Utilizing Xenarthra (Tree Sloth, Anteater, Armadillo, Ground Sloth, Glyptodont, and Pampathere) Cranial Material to Evaluate Students' Understanding of This Thing Called Science

By Shaw, Barbara J.; Ruedas, Luis A. | Journal of Geoscience Education, November 2012 | Go to article overview

Utilizing Xenarthra (Tree Sloth, Anteater, Armadillo, Ground Sloth, Glyptodont, and Pampathere) Cranial Material to Evaluate Students' Understanding of This Thing Called Science


Shaw, Barbara J., Ruedas, Luis A., Journal of Geoscience Education


ABSTRACT

Two-thirds of U.S. citizens do not understand the scientific process. There is a clear misunderstanding about what science is-and is not-both in our society and in the classroom. Furthermore, students below basic proficiency are locked into an achievement gap. In response, the No Child Left Behind Act was passed in 2001. Since then, there has been some progress in decreasing the achievement gap. However, according to The Nation's Report Card, 34% of fourth grade and 43% of eighth grade students sampled by the National Assessment for Educational Progress still fall below a basic level of proficiency in science. To evaluate what is misunderstood about the scientific process, third through eighth graders were guided to discern science from pseudoscience, and form testable questions by using 45 animal skulls and design experiments, and to then collect and analyze data to answer their questions based on the graphs they developed. They were given a pre-assessment at the beginning and a postassessment the end of a 12-h unit to determine changes in learning. These data were analyzed by a paired Student's t-test. The results show that students gained significantly in memorizing facts and making objective observations about xenarthrans. Students were not able, however, to transfer the skills gained to make objective observations about dinosaurs. In addition, they had difficulty differentiating between scientific questions (objectively testable) from nonscience questions.

© 2012 National Association of Geoscience Teachers. [DOI: 10.5408/10-211.1]

Key words: inquiry, science education, testable question, pseudoscience

INTRODUCTION

Voters and politicians both rate education among the top 10 issues in the current sociopolitical situation of this country (Polling Report, 2007). Youth education is mandatory in all states, requiring attendance from ages 4 or 5 to usually at least age 16 years (U.S. Department of Education, 2007). It is a national goal for all children to obtain a specific level of understanding - or standard - in English, math skills, social science, and science, as expressed in and passed by the No Child Left Behind (NCLB) Act of 2001 (U.S. Department of Education, 2001) as well as in the science, technology, engineering, and mathematics (STEM) education initiatives of the National Science Foundation (NSF). The mission statement of the U.S. Department of Education encapsulates the importance of a solid education: The department's mission is "to promote student achievement and preparation for global competitiveness by fostering educational excellence and ensuring equal access." Scientists and educators are, however, failing at the basics in science: More than two-thirds of Americans do not understand science or the scientific process (NSF, 2004).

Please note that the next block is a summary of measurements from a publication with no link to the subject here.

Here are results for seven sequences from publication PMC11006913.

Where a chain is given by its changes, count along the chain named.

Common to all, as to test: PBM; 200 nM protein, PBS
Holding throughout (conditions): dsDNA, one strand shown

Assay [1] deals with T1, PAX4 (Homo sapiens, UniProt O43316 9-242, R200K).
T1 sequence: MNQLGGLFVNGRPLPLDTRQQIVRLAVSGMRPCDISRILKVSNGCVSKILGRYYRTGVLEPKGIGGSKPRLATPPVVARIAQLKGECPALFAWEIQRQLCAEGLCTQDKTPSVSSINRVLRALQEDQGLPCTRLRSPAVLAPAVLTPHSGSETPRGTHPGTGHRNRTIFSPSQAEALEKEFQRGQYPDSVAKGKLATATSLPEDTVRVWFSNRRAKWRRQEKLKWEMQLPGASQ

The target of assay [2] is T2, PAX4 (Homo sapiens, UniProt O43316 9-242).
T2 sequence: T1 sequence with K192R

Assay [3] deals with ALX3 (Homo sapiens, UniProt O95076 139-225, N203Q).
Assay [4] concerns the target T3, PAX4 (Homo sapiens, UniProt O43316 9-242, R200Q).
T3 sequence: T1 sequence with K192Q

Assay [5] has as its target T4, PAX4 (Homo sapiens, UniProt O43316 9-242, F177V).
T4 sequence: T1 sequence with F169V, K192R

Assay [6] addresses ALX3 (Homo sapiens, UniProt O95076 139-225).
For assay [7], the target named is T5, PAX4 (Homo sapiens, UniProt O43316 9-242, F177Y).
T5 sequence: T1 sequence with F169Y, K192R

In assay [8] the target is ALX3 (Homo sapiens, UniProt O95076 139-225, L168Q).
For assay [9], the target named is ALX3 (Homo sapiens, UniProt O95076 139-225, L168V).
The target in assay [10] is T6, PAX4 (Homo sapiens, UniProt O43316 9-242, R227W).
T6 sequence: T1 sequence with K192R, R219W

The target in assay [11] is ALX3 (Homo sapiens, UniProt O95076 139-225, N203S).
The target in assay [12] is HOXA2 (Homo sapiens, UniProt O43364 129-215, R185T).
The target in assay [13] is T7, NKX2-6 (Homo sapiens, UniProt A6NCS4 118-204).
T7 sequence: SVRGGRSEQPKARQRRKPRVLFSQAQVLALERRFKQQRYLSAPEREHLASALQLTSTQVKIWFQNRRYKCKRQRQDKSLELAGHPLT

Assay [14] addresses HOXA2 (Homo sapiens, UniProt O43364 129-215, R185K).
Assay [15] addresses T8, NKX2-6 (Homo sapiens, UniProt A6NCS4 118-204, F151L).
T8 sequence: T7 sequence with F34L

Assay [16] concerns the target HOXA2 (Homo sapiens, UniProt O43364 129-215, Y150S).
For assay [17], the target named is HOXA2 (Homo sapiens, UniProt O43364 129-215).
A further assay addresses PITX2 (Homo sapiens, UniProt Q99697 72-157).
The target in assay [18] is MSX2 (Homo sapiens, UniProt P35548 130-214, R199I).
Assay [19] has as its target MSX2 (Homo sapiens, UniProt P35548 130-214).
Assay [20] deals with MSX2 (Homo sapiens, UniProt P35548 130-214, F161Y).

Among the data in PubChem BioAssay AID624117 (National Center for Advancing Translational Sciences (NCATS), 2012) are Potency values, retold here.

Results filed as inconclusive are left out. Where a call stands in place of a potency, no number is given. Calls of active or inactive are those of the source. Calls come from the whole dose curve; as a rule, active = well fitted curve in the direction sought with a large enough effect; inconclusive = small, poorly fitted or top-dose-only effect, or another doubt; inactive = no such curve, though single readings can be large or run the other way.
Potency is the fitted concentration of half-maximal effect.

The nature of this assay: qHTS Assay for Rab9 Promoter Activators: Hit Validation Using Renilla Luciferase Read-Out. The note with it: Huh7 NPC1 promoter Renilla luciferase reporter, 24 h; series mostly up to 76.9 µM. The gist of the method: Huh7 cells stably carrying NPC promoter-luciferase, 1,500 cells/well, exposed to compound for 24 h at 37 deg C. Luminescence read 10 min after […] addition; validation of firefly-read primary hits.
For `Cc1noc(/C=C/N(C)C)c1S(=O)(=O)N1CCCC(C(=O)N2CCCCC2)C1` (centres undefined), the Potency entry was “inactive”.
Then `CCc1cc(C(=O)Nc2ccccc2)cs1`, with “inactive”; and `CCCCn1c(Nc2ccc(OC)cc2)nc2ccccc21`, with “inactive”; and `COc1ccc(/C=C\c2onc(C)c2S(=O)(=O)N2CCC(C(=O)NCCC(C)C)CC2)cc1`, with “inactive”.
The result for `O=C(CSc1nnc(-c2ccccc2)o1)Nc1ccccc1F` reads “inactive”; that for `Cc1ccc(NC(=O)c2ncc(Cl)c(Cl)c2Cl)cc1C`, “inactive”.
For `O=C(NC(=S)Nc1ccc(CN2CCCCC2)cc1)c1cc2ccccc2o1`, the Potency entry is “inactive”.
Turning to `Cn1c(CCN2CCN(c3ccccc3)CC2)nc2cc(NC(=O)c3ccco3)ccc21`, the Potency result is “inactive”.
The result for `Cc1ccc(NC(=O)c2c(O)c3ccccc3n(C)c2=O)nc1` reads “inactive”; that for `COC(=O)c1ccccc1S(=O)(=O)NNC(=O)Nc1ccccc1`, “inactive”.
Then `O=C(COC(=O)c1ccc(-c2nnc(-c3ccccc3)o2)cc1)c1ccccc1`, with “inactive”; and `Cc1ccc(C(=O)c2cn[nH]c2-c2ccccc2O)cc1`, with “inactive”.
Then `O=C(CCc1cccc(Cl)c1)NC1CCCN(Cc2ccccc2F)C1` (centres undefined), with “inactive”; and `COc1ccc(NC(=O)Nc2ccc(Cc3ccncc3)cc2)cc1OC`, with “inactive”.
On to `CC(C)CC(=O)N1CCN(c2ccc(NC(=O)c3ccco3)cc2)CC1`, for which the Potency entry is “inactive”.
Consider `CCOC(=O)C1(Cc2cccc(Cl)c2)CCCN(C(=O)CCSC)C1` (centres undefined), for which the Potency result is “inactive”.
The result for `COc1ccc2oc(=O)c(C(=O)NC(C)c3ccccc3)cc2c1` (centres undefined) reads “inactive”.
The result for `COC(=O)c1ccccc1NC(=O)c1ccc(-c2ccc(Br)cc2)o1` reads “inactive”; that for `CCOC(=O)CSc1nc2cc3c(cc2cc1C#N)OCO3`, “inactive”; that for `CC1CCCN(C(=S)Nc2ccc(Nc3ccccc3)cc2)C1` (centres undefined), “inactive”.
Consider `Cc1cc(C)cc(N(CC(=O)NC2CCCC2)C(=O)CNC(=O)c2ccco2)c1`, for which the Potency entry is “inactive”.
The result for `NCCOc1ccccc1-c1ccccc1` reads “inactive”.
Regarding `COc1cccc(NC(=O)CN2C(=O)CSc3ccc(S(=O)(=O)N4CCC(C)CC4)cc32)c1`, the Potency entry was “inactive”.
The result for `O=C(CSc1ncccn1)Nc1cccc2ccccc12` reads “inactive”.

If education is the key to remain competitive in the global arena, then the United States is not meeting its stated objectives. The Trends in Mathematics and Science Study (TIMSS) assessment was developed by the International Association for the Evaluation of Educational Achievement (IEA) to measure students' achievements in mathematics and science. The Institute of Education Sciences of the U.S. Department of Education has a series of directives including participating in and maintaining the statistics of the TTMSS assessments (IEA, 2007). TIMSS provides participating countries with an unprecedented opportunity to evaluate students' progress in mathematics and science achievement on a regular 4 -year cycle, which began in 1995, with the most current results being from 2007 (IEA, 2007). Through participation in TIMSS, the United States has obtained reliable and timely data on the mathematics and science achievement of U.S. students compared with those of students in other countries (Martin et al., 2004). One trend observed in U.S. science education is that as students progress through U.S. schools, their science scores are relatively highest in fourth grade (compared with those of other countries) and relatively lowest in 12th grade (IEA, 1995, 2007). …

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Utilizing Xenarthra (Tree Sloth, Anteater, Armadillo, Ground Sloth, Glyptodont, and Pampathere) Cranial Material to Evaluate Students' Understanding of This Thing Called Science
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